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Ex-Socialist party leader Martine Aubry on possible manslaughter charges

Reuters/Pascal Rossignol

Former Socialist party leader Martine Aubry has been summoned to appear before judges on Tuesday on possible charges of involuntary manslaughter. The case dates back to the 1980s when Aubry was Director of Labour Relations, and France’s use of asbestos in the public sector. 


Aubry maintains that she has always worked to protect employees and has indicated that she will attempt to convince judges to remove the charges, which she finds “incomprehensible.”

Judges have already heard some ten workers’ testimonies about their experiences with asbestos in the workplace, but are particularly interested in hearing from public officials from the 1970s and 80s.

Besides Aubry, two other officials are implicated in the case: Olivier Dutheillet de Lamothe, who succeeded Aubry as Director of Labour Relations until 1995, and Jean-François Girard, who was the Director General of Health from 1986 to 1997.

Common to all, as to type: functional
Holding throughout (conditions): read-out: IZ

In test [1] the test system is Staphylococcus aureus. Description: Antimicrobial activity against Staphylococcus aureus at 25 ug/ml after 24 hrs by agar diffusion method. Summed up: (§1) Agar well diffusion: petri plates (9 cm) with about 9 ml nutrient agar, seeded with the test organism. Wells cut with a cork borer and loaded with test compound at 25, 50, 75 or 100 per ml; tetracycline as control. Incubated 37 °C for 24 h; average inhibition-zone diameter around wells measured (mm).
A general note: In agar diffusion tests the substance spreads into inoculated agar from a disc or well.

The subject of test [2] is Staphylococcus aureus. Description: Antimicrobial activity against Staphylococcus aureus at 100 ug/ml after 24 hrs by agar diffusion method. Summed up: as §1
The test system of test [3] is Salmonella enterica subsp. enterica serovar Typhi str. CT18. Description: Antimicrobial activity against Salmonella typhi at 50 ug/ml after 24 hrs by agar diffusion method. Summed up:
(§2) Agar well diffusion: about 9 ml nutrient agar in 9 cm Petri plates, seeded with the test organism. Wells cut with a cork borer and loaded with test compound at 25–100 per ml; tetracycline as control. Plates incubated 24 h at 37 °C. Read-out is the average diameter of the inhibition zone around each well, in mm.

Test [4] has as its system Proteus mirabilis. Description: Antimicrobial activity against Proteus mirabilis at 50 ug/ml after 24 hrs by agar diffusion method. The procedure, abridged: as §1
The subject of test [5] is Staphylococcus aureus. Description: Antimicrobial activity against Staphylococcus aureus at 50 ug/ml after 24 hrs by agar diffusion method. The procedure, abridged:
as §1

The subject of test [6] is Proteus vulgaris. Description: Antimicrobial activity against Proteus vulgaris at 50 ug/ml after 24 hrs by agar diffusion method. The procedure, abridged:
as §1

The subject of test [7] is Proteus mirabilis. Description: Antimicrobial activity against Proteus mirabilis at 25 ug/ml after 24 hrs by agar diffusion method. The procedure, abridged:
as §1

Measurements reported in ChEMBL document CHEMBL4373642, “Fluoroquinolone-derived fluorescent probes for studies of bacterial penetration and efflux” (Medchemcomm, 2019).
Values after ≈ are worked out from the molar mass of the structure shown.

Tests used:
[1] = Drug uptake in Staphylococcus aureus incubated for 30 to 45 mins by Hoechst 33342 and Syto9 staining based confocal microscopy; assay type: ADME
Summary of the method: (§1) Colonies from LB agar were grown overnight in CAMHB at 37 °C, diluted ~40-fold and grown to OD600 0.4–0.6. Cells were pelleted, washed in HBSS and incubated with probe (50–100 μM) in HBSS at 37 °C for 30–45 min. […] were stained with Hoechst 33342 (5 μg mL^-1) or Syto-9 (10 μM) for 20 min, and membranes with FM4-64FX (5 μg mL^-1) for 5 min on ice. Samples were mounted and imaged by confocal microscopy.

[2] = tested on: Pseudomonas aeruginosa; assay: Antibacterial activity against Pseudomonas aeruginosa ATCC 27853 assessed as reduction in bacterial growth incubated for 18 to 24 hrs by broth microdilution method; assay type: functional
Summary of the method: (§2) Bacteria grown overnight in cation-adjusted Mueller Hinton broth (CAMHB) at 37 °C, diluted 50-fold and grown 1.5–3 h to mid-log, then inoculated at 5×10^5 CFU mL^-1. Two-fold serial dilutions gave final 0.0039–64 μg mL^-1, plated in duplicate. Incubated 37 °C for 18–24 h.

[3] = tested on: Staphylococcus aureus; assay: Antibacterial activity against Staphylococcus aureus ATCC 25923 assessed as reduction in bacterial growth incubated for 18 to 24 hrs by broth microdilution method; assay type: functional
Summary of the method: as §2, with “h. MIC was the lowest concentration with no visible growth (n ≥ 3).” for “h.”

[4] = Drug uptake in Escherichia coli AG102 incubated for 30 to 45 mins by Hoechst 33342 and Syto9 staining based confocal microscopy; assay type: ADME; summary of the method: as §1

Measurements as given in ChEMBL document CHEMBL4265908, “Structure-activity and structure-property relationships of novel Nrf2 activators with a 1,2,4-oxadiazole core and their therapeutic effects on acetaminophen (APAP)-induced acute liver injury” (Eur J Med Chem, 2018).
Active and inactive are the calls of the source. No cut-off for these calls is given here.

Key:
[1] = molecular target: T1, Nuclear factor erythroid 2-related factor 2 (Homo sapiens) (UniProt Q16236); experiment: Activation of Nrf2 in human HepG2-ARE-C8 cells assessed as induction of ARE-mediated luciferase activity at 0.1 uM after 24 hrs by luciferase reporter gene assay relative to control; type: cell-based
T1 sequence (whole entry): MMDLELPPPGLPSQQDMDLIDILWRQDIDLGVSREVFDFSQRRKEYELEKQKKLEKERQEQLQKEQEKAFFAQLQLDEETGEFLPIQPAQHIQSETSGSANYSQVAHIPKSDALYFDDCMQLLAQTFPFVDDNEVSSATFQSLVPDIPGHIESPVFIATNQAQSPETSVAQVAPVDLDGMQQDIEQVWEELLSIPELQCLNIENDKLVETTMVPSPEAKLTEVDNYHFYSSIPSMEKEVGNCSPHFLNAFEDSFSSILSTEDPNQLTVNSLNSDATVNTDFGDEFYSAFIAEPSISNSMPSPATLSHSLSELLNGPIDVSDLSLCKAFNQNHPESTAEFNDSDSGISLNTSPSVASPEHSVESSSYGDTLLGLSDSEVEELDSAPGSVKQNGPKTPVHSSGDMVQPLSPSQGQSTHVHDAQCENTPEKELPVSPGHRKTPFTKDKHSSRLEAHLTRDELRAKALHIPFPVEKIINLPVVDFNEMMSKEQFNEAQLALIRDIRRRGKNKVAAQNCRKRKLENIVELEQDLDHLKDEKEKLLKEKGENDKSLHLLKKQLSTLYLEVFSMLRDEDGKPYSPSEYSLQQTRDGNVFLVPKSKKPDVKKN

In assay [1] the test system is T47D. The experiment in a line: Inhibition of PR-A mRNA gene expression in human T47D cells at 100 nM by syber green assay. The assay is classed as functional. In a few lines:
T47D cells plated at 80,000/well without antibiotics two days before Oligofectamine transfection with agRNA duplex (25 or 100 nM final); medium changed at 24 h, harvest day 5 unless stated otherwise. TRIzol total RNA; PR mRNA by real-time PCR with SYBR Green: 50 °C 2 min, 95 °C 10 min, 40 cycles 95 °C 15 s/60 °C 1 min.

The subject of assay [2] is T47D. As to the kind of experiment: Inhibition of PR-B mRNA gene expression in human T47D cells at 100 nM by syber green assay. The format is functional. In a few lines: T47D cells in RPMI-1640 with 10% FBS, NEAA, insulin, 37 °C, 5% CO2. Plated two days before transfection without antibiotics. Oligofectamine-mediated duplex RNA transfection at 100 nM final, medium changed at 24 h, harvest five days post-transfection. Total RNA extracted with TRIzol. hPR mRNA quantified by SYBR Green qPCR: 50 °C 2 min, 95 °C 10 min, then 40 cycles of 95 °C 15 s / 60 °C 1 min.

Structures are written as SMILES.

The cancerous nature of asbestos has been known in France since the 1950s, but the first laws to end its use didn’t arrive until 1977 and it wasn’t banned until 1997. In 2005, a senatorial report showed the state’s poor management of the material.

In France, asbestos was largely used in the construction sector, and is thought to have caused 10 to 20 percent of lung cancers. Health authorities say it could cause 100,000 deaths by 2025.

Lawyers for Aubry and her fellow officials say they are shocked that the leaders are being targeted as the perpetrators – not the victims – in the case, after devoting their careers to protecting the rights of the French people.

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